Tag Archives: visa

167. Problems II

I have had a lot of my time on my hands recently. Curiously, I have not spent it conjuring up nonsensical prose and throwing it against the graffiti-ridden, decaying brick wall that is UAE Uncut. No, instead I have split my time across three key areas: job hunting, moping, and visa acquisition.

My first complaint is about the former. How hard can it be to get a job? I have trawled and trawled online and fired off so many CV’s that I am now fairly certain that there are more copies of it on the world’s wide web then there are pictures of Kim Kardashian. Events Management, writing jobs, and project coordination are my three areas, and have I received so much as one reply? No. It seems that I am more likely to receive an email from Elvis. Still, I remain positive that one day the phone shall ring, and that on that one occasion it won’t be my bank offering me finger nail insurance.

Things have a tendency to move quite slowly over here, and for that reason I am not going for the whisky and the revolver just yet. On a completely unrelated note, should any potential employer be reading this then I love you and think that you are very handsome/pretty and your taste in music is wonderful. And may I also compliment you on your suit/frock/child/children/haircut/car/office. Good job; and I hope to hear from you soon.

Of course when I haven’t been riding around the Emirates in an open-top bus throwing CV’s from the top deck down to the scrabbling masses, I have spent some quality time moping around the apartment and wondering what must be done with this and that. I have, as of yet, been unable to come to any conclusion about anything, and that in turn has made me nothing whatsoever.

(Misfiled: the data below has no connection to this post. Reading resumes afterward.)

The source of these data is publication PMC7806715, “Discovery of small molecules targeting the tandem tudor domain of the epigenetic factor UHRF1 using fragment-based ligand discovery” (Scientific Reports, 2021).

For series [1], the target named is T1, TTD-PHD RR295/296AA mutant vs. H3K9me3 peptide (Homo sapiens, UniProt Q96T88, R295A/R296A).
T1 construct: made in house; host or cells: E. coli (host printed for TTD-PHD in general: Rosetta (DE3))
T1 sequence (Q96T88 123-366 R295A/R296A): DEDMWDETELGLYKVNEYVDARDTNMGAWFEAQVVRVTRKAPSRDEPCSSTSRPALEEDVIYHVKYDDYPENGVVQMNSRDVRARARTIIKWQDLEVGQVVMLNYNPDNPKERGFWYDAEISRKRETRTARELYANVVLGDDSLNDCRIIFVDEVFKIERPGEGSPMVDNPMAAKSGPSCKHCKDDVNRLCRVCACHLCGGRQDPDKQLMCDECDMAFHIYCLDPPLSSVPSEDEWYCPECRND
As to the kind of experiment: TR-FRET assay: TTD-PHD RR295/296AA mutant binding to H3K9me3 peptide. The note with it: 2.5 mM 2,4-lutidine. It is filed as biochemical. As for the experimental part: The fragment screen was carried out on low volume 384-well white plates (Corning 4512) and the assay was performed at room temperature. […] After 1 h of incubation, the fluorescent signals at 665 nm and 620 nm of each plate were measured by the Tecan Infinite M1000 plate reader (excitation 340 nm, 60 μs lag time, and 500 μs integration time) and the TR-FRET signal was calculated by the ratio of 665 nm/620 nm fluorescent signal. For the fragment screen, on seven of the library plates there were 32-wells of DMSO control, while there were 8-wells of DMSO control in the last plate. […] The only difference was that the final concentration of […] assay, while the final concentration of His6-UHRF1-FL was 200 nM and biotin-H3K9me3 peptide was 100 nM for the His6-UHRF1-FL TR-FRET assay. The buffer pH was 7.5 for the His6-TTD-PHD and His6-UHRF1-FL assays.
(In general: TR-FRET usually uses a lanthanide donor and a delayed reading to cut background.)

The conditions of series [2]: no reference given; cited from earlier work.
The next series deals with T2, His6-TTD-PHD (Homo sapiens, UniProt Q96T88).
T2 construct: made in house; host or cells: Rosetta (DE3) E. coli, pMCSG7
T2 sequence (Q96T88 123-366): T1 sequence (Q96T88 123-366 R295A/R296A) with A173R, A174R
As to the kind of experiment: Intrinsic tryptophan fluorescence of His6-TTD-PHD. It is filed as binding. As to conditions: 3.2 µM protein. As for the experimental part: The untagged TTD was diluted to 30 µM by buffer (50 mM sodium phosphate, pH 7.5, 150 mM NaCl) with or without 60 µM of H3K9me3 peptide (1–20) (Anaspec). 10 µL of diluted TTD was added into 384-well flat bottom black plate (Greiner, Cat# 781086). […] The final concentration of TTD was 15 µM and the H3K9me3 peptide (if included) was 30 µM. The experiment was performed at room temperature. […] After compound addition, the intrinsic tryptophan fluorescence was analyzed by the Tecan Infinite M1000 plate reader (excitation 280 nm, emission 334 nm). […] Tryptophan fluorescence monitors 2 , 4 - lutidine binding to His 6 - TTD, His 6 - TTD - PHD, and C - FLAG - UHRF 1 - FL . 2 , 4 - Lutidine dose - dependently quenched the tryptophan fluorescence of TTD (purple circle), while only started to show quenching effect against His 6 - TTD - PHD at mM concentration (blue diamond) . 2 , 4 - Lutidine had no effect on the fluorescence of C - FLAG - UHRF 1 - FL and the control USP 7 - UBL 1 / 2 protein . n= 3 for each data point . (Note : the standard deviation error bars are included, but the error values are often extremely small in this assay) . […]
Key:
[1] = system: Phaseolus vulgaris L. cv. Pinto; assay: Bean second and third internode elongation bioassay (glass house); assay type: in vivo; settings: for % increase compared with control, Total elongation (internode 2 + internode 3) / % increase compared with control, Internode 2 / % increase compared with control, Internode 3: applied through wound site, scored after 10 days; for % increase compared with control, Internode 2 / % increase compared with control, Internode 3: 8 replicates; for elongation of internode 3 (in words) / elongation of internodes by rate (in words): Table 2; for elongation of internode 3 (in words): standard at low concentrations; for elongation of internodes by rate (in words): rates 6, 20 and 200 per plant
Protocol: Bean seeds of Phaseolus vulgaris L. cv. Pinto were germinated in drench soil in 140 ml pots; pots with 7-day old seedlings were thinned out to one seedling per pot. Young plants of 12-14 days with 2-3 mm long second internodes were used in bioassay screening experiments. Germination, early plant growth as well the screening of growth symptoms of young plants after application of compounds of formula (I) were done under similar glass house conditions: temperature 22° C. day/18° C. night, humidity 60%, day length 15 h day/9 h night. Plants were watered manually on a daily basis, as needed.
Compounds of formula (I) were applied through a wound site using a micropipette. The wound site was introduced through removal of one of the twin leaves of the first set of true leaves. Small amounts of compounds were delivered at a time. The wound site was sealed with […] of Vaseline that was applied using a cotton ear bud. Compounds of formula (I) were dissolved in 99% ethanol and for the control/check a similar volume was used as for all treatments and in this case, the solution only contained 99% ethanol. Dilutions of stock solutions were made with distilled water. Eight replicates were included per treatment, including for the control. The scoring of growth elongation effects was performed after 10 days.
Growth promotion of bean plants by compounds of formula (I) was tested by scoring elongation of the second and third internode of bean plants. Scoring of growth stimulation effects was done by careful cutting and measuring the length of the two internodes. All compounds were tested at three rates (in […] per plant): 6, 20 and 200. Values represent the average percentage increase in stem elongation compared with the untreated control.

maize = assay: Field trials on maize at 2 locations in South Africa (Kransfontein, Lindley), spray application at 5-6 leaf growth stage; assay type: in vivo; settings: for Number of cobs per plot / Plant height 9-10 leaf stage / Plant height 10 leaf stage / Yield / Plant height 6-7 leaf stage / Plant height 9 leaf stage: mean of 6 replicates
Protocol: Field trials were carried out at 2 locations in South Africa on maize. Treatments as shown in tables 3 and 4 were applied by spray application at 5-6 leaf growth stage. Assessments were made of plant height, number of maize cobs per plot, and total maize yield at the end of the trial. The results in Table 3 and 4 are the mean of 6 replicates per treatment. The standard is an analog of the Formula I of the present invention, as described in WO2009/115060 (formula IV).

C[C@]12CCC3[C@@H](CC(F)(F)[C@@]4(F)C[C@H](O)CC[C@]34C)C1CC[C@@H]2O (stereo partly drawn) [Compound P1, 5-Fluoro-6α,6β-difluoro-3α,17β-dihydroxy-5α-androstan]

Then we come to the party piece of my time-spending escapades: trying to sort a visa. Since I am now out of work I am authorised to be under the sponsorship of my dear wife. On the face of it that doesn’t sound like such a hard to thing to achieve, but believe me, it has been a disaster.

Without wishing to name or shame any specific individual, I was given incorrect information and subsequently had to pay a hefty fine. This did not go down very well in the Fullard residence. Once the fine was dealt with, shall we say, the process of obtaining residency status could finally continue. And by “continue” I mean stop dead several times due to myriad misfortunes, such as the “system being down”, “finishing in two hours so I cannot be bothered to deal with you now”, and of course “actually, Sir, there is one problem…”

The whole thing has been infuriating and needless to say that I am only one more obstacle short of a brain haemorrhage. You can’t just do it all in one place, you have to go all over the city getting this typed here and that stamped there, and it all has to be done in the most absurd of sequences. Get one thing wrong and you land on a snake and have to move all the way back down the board to the start again.

"It was Colonel Fullard, in the Waiting Room, with the victims own leg..."

“It was Colonel Fullard, in the Waiting Room, with the victims own leg…”

It’s getting to the stage that my metaphors for visa acquisition will soon shift from Snakes & Ladders to Cluedo

I’m not kidding when I say that I have not endured one stage where there hasn’t been at least one “problem” of some kind. Why can’t there just be a list, a detailed list of what you need, how long it takes, how much it costs (so far I’ve spent somewhere in the region of AED 70 million) and most importantly where you actually have to bloody well go? I have traced my route on a map of Abu Dhabi and thus far I have covered 60,421 miles. And yet have only made about six feet of progress.

Still, no matter, at least I have my health. Yes, that was verified by the Disease Prevention Centre only today, I am “Fit” apparently. I don’t know how reliable that information is because all that happened was a doctor asked me to lift my shirt for 1.5 seconds so that he could see my back, I was drained of my blood, and had my upper torso x-rayed. All that was confirmed was that I have a spine, that I’m not Vulcan, and that I have some gooey things under my skin. I went to play football in Dubai last week and let me tell you, I am anything but fit.